Whatever path you choose, gaining some years of experience as a nurse will likely only improve your chances of pivoting into a case management position later. 

4. Consider becoming certified.

One of the ways to signal your qualification as an RN case manager is to obtain a Professional Certificate. Some of the most common certifications include the following: 

The Accredited Case Management (ACM) Certification offered by the American Case Management Association (ACMA) demonstrates the certificate holder’s professional expertise in the field. To obtain it, you must be a licensed RN or social worker, have at least one year of case management experience and pass a two-part exam consisting of knowledge-based questions and clinical simulations. 

The Nursing Case Management Certification (CMGT-BC) offered by the American Nurses Credentialing Center demonstrates the certificate holder’s competency in the field.

In order to obtain the certificate, you must be a licensed RN who has practiced continuously for the past two years, has a minimum of 2,000 hours in clinical case management in the past three years, and has completed 30 hours of case management education in the past three years.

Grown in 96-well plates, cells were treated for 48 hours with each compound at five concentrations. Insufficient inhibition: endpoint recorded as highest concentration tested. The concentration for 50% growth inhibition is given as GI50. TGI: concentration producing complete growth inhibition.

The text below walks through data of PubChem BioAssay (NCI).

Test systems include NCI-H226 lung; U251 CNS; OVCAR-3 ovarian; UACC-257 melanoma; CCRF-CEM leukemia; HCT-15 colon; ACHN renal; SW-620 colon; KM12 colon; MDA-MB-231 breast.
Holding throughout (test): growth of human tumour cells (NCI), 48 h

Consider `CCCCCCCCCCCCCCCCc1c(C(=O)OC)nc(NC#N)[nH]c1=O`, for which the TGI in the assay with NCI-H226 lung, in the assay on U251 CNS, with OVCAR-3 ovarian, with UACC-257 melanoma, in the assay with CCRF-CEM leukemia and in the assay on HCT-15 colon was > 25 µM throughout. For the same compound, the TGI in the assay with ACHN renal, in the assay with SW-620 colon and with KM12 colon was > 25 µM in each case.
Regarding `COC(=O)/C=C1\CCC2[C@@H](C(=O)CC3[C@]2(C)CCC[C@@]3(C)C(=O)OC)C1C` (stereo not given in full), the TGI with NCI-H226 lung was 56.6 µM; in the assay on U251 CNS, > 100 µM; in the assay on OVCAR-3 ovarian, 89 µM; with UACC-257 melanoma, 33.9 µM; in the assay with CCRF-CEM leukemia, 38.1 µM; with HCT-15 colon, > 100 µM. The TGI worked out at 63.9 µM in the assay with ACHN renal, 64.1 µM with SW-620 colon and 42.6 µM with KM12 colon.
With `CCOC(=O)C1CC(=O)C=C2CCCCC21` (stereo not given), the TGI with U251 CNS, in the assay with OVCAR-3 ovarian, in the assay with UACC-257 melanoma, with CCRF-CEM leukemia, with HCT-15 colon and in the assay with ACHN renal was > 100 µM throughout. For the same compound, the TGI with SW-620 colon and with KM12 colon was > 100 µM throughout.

The exam to obtain the certificate consists of four sections: professional foundation, core coordination, quality management, and health promotion.

Read more: How to List Certifications on Your Resume: Guide + Examples

Learn more about health care with Coursera 

A good case manager knows as much about the health care system and patient care as they do about actual health. If you're considering a career in the field, then you might consider taking an online educational course to hone your skill set and reinforce your knowledge.

In The University of Houston’s Value-Based Care Specialization, you'll learn how to lead a culture of collaboration in the workplace focused on value-based care. 



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Article sources


Glassdoor. “Nurse Case Manager Salary,,18.htm.” Accessed January 12, 2022. 

Written by Coursera • Updated on